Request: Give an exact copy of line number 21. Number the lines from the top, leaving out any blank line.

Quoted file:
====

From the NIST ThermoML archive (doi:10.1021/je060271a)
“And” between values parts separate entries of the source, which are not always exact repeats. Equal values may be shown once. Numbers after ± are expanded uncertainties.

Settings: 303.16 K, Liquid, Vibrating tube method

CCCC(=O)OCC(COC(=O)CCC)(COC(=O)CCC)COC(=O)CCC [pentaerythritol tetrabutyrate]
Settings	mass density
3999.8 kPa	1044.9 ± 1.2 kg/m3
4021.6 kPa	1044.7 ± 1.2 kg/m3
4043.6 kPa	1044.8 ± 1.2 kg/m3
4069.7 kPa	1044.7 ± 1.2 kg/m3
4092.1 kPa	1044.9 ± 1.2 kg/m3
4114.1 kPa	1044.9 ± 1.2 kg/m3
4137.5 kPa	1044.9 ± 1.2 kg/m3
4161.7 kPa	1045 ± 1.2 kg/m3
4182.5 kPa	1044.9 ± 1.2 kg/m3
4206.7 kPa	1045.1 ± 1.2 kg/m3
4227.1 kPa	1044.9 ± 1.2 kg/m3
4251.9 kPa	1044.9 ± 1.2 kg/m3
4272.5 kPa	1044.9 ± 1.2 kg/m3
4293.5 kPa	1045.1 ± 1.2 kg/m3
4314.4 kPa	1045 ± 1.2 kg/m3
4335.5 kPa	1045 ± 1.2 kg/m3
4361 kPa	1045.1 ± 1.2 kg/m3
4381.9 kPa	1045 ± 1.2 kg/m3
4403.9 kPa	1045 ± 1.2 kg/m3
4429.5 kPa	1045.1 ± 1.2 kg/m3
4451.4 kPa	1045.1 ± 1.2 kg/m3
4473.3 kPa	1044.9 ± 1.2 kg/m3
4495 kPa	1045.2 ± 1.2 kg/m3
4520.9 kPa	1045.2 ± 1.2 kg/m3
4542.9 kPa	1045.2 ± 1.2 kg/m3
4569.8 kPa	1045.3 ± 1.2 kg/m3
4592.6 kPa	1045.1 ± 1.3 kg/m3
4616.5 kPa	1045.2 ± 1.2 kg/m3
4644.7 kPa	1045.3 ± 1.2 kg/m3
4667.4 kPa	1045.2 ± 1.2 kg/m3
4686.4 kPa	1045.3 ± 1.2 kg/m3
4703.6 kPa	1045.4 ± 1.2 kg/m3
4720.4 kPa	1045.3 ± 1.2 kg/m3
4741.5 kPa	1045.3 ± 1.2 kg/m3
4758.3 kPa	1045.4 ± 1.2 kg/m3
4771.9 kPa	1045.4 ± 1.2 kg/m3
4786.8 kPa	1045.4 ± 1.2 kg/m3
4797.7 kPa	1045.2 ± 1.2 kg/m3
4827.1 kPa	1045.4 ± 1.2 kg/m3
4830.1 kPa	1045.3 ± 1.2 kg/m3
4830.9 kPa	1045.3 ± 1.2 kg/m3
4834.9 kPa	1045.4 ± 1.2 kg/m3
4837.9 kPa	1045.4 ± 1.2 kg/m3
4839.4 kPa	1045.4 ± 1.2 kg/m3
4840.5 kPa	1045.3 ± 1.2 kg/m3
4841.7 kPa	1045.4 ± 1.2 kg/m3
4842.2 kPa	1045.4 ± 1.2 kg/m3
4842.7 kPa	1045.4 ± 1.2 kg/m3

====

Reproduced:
4335.5 kPa	1045 ± 1.2 kg/m3